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by Abigail Van Buren

DEAR ABBY: Christmas came early last year: Our copier repairman at work gave me his cold. I spent Christmas Eve and Day with my cat, because I dared not inflict my cold on my elderly parents.

Abby, please remind your readers to cover their mouths when coughing or sneezing. A big thank-you. Sign me ... AAACHOO!

DEAR AAACHOO: You're welcome. (Gesundheit!)

As important as covering one's mouth when coughing or sneezing may be, it is equally important for EVERYONE to frequently wash their hands during cold season. Contrary to popular belief that colds are caught from germs flying through the air, more colds are caught because people cough and sneeze into their hands, and then touch objects that are touched by others (door handles, elevator buttons, stair rails, telephones). When their contaminated fingers touch their eyes or noses -- THAT is how colds are transmitted.

Frequent hand-washing (or sanitizing) is the best defense. Read on:

DEAR ABBY: As we all know the importance of washing our hands because illness can be transmitted by touching our eyes, nose and mouth, it amazes me that strangers have an uncontrollable desire to test a newborn infant's hand grasp. Don't they know that babies comfort themselves by putting their hands into their mouths?

It's flu season, Abby, so please ask your readers to try to keep their hands to themselves when they see a baby. Only their smiles, coos and kind words are appreciated by their parents. -- CALIFORNIA MOTHER OF TWO

DEAR MOTHER OF TWO: That makes good sense to me. Although tiny babies are almost irresistible, adults must bear in mind that the immune systems of infants are fragile, and make the effort to lessen their exposure to illnesses they may be ill-equipped to fight off.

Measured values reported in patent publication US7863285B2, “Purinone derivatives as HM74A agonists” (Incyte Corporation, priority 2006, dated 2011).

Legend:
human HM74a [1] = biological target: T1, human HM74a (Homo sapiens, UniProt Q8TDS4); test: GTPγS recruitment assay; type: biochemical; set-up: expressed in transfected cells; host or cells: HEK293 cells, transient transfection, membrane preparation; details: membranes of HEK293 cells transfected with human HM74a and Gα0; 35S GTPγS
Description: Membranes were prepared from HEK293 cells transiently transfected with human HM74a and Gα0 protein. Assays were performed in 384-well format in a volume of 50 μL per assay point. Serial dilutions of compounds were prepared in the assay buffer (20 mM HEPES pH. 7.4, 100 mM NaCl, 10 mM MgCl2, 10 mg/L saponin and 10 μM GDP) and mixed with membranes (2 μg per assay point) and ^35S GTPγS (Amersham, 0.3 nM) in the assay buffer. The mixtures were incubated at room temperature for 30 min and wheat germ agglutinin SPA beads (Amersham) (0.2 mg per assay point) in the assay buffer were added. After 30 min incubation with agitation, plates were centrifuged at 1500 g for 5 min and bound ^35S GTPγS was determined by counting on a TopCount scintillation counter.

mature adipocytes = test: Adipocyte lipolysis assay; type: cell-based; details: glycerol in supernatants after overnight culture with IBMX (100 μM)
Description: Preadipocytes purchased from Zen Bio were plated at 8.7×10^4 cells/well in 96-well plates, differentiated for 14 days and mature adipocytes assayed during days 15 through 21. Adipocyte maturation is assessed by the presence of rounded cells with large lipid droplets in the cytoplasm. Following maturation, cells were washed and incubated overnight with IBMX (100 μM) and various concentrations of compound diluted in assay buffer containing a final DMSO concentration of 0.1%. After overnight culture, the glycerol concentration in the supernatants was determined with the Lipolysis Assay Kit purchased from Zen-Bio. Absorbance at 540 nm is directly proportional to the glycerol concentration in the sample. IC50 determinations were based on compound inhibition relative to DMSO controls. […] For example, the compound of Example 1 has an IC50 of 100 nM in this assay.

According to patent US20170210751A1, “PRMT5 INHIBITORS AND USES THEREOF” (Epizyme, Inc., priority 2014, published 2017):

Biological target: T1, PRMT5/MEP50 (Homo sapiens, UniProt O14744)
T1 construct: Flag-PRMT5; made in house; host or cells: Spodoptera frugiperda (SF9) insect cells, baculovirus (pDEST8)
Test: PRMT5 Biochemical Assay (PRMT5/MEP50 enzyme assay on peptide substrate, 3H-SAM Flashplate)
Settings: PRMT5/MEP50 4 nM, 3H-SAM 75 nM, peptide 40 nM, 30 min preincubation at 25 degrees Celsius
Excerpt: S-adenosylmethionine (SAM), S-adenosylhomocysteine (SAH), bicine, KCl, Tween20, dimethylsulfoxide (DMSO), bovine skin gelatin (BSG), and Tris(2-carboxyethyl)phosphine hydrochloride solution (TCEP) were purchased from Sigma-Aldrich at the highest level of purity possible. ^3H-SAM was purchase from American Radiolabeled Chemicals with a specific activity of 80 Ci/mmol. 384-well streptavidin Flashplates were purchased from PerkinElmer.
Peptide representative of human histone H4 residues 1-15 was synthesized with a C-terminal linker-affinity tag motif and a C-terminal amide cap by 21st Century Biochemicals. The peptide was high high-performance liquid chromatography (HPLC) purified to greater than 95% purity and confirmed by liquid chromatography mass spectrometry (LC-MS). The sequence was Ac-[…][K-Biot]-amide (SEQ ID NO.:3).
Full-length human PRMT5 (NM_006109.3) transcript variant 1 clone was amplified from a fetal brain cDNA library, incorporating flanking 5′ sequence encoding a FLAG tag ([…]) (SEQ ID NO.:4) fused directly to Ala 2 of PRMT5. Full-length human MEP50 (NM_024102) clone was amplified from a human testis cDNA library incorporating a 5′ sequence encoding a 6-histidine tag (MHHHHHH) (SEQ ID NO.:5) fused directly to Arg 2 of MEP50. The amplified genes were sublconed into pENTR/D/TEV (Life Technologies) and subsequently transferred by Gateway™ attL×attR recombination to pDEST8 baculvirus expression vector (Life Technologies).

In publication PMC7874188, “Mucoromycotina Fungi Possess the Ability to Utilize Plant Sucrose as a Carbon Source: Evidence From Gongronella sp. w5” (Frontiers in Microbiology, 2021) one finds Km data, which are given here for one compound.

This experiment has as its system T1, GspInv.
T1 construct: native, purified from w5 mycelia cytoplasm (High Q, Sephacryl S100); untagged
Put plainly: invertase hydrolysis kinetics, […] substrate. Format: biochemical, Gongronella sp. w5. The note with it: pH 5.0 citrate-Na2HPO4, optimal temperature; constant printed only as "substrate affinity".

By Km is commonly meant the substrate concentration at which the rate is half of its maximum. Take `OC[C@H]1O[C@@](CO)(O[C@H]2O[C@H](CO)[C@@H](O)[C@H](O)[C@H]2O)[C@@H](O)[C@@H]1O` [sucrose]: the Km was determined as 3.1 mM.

DEAR ABBY: Why is it that after a couple has dated for more than two years, everyone assumes that they are ready to get married and that the woman is anxiously holding her breath waiting for the ring?

I am 31 years old and have been in a relationship for three years. While we are very happy, we feel we still need time before moving on to the next step. It amazes me when family and friends chastise my boyfriend and pity me because I haven't been so "lucky" as to have gotten engaged.

Abby, please tell people that it's NOT OK to assume every woman is dying to get married. I find this degrading and old-fashioned. I realize that everyone has good intentions, but if one more person asks me when he's finally going to pop the question, I just might "pop" that person. -- HAPPILY DATING IN NEW JERSEY

DEAR HAPPILY DATING: Before popping off, please consider that your family and friends are traditional thinkers. Your attitude is extremely contemporary. Until the last 15 or 20 years, it was most women's dream to be married -- and if they were in a steady relationship for more than two years without a commitment, the problem often was that the boyfriend was unwilling.

Years ago, girls used to dream about a little white house with a picket fence. Now, they're likely to dream about a corporate office with a couple of windows.

For an excellent guide to becoming a better conversationalist and a more attractive person, order "How to Be Popular." Send a business-size, self-addressed envelope, plus check or money order for $3.95 ($4.50 in Canada) to: Dear Abby Popularity Booklet, P.O. Box 447, Mount Morris, IL 61054-0447. (Postage is included.)

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